How private healthcare can tackle the malaise of workplace sickness

An estimated 185.6m working days were lost due to worker sickness in 2022, a record high. This was an increase of 35.8m on 2021’s figures and 47.4m up on those pre-pandemic; nearly three in ten instances related to minor illness.

The year also saw the sickness absence rate reach its highest since 2004, at 2.6%. The absence rates of those who are long-term sick but still in work increased. Record numbers have exited the labour market and become economically inactive due to long-term sickness.

Lost output amongst working-age people due to ill health is said to equate to £150bn per year, and the estimated additional cost to the Government is £70bn per year.

Against this gloomy backdrop, employers may wonder what the answer is. Some, however, are already bucking the trend, having provided their employees with access to private medical treatment through a company scheme.

In 2021, the equivalent of 1 in 3 people in the UK (21.9 million) had access to insurer-provided health services to prevent, diagnose, and treat illness. The number has risen consistently year on year between 2019 and 2021 by 2.8 million people. That’s an increase of 15%, equivalent to more than the combined populations of Birmingham, Liverpool, and Sheffield (2.5m).

For all recorded outcomes, nearly 9 in 10 (86%) were supported to stay in work or return to work following an absence. Of the total, more than 1 in 5 (21%) people stayed at work. Nearly two-thirds (65%) returned to work after an absence, while non-return to work outcomes were reported in 14% of cases. Non-return to work outcomes are recorded in the event of death, as well as someone being unable to return to work at that time.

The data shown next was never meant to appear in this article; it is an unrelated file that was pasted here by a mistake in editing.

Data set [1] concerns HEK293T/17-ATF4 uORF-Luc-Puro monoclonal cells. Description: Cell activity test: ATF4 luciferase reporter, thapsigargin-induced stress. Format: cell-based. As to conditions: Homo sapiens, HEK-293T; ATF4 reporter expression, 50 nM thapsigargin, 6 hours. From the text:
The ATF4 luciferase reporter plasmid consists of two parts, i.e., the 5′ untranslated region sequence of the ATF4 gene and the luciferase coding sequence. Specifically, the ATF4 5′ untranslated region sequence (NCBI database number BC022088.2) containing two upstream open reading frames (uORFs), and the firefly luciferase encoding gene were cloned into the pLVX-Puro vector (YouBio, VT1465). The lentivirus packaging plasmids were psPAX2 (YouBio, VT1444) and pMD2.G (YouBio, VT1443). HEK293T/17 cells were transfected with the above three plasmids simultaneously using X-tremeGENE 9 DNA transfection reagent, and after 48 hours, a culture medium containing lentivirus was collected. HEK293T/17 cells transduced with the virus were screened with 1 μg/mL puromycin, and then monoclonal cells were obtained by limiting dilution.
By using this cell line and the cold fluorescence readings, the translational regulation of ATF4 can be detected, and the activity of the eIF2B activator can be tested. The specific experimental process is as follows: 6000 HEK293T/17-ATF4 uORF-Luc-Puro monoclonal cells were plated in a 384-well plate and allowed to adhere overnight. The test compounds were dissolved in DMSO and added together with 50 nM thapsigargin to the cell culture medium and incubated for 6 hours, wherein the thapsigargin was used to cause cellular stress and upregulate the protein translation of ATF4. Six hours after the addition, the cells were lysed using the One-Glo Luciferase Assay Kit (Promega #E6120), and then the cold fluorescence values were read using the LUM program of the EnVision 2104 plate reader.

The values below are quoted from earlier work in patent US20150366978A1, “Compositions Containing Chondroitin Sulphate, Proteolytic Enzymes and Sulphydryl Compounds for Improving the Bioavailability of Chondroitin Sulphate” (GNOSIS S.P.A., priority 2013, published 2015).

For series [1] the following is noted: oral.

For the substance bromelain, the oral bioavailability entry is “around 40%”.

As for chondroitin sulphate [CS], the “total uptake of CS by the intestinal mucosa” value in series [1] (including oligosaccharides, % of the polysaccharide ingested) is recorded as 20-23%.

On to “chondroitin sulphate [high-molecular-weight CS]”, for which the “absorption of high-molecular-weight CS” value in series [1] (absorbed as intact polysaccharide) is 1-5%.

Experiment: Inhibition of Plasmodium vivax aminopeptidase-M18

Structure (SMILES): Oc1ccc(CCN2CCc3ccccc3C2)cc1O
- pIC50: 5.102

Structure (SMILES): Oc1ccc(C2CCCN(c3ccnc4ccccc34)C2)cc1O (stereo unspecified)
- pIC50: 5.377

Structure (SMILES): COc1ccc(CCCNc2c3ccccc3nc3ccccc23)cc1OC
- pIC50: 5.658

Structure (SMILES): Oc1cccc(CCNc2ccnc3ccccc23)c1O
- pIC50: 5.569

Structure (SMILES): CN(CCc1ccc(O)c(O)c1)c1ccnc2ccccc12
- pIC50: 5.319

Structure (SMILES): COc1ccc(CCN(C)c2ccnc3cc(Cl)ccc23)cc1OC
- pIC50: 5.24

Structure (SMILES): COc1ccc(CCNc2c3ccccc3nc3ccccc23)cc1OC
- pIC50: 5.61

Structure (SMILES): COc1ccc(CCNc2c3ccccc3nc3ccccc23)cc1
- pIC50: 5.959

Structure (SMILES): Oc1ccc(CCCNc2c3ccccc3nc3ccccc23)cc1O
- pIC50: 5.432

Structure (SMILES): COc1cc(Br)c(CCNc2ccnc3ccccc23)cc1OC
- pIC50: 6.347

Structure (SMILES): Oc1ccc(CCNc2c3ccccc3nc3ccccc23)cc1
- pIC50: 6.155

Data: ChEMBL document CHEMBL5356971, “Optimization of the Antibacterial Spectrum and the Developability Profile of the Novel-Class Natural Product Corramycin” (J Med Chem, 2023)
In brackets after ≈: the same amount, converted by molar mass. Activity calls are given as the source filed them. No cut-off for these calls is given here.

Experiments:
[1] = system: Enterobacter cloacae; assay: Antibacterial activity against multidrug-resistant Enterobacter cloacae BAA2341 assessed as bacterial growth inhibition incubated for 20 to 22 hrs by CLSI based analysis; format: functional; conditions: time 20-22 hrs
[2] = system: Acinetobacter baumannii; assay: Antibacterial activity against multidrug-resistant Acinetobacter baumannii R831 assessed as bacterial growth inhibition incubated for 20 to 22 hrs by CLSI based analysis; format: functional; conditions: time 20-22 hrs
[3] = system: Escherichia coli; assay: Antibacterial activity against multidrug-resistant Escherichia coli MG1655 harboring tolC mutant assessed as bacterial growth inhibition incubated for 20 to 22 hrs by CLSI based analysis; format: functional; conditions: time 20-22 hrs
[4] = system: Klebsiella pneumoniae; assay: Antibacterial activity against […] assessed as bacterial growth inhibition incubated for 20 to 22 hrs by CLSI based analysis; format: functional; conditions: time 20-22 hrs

These figures demonstrate the great value of health and protection insurance, which can provide employees with speedier treatment and potentially prevent any health condition they are encountering from getting worse. With access to virtual GPs and the offer of flexible appointments, access to healthcare can fit into both workplace and family schedules.

With mental health having huge impacts on the workplace – and often being something employers struggle to handle – it is also interesting that over half of people who accessed rehabilitation services through their health insurance policy did so to gain help with a mental health condition. Notably, in July 2022, 52% of British workers said they felt stressed at work.

The medical support provided can also help tackle other issues in the workplace, such as presenteeism – part of our new ‘always on’ culture but a path that can lead to burnout.

Getting employees back to a place where they can better focus and concentrate on their jobs, contribute ideas and creativity, and make better decisions can have a huge benefit. It can also raise morale within teams and help avoid friction and disputes between employees. All of these areas are key to workplace productivity and innovation.

As well as providing consultations, diagnostic services and treatments, a health and protection insurance policy can provide employees with talking therapies, CBT, counselling support and methods to tackle stress and anxiety. At a physical level, it can offer physiotherapy services and occupational health therapies. Even fitness and nutrition support can be provided.

With so many practical reasons to cut absenteeism and boost productivity, the costs of setting up a scheme could be soon offset. Talk to us today about how to get your workforce back to work through private healthcare.